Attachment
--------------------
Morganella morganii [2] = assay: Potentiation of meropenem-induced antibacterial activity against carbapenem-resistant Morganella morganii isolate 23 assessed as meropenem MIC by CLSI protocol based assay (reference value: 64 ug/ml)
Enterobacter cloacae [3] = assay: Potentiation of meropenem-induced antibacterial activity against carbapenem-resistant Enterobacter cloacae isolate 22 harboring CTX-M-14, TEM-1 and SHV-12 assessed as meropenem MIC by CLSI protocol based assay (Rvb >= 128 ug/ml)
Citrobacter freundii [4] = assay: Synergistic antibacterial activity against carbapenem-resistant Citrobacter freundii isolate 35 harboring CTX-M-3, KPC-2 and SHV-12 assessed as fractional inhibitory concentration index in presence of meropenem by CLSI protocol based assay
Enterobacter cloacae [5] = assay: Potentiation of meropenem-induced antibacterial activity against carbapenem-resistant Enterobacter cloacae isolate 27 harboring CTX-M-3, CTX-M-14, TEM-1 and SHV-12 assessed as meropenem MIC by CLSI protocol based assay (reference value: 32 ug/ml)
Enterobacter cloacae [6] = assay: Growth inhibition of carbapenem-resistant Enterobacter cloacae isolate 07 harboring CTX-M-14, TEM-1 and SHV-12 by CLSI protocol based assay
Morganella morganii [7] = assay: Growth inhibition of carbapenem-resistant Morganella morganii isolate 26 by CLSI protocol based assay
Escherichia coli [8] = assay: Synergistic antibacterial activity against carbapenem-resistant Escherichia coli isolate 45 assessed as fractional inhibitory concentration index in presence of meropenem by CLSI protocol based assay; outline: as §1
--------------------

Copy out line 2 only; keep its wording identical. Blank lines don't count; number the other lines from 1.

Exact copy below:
Enterobacter cloacae [3] = assay: Potentiation of meropenem-induced antibacterial activity against carbapenem-resistant Enterobacter cloacae isolate 22 harboring CTX-M-14, TEM-1 and SHV-12 assessed as meropenem MIC by CLSI protocol based assay (Rvb >= 128 ug/ml)